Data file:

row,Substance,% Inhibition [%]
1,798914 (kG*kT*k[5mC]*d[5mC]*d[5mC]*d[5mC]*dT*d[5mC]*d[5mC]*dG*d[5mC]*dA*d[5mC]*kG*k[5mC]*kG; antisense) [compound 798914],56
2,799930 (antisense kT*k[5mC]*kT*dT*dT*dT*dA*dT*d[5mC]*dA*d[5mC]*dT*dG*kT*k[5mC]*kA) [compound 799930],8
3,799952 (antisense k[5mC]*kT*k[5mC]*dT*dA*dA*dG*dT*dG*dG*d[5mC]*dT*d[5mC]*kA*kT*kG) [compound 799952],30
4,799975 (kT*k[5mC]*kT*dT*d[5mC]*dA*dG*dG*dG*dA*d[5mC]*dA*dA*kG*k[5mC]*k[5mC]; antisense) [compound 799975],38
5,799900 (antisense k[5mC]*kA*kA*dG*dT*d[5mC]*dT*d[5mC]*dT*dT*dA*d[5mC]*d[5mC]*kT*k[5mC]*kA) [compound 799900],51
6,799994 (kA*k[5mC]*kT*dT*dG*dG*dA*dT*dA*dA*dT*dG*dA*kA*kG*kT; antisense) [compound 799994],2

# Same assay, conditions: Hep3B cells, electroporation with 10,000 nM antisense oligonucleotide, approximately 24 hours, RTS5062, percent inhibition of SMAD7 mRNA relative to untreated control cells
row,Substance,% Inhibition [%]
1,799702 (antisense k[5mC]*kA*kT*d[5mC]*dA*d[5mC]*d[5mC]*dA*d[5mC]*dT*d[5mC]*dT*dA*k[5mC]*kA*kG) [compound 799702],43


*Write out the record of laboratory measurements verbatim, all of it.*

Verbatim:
row,Substance,% Inhibition [%]
1,798914 (kG*kT*k[5mC]*d[5mC]*d[5mC]*d[5mC]*dT*d[5mC]*d[5mC]*dG*d[5mC]*dA*d[5mC]*kG*k[5mC]*kG; antisense) [compound 798914],56
2,799930 (antisense kT*k[5mC]*kT*dT*dT*dT*dA*dT*d[5mC]*dA*d[5mC]*dT*dG*kT*k[5mC]*kA) [compound 799930],8
3,799952 (antisense k[5mC]*kT*k[5mC]*dT*dA*dA*dG*dT*dG*dG*d[5mC]*dT*d[5mC]*kA*kT*kG) [compound 799952],30
4,799975 (kT*k[5mC]*kT*dT*d[5mC]*dA*dG*dG*dG*dA*d[5mC]*dA*dA*kG*k[5mC]*k[5mC]; antisense) [compound 799975],38
5,799900 (antisense k[5mC]*kA*kA*dG*dT*d[5mC]*dT*d[5mC]*dT*dT*dA*d[5mC]*d[5mC]*kT*k[5mC]*kA) [compound 799900],51
6,799994 (kA*k[5mC]*kT*dT*dG*dG*dA*dT*dA*dA*dT*dG*dA*kA*kG*kT; antisense) [compound 799994],2

# Same assay, conditions: Hep3B cells, electroporation with 10,000 nM antisense oligonucleotide, approximately 24 hours, RTS5062, percent inhibition of SMAD7 mRNA relative to untreated control cells
row,Substance,% Inhibition [%]
1,799702 (antisense k[5mC]*kA*kT*d[5mC]*dA*d[5mC]*d[5mC]*dA*d[5mC]*dT*d[5mC]*dT*dA*k[5mC]*kA*kG) [compound 799702],43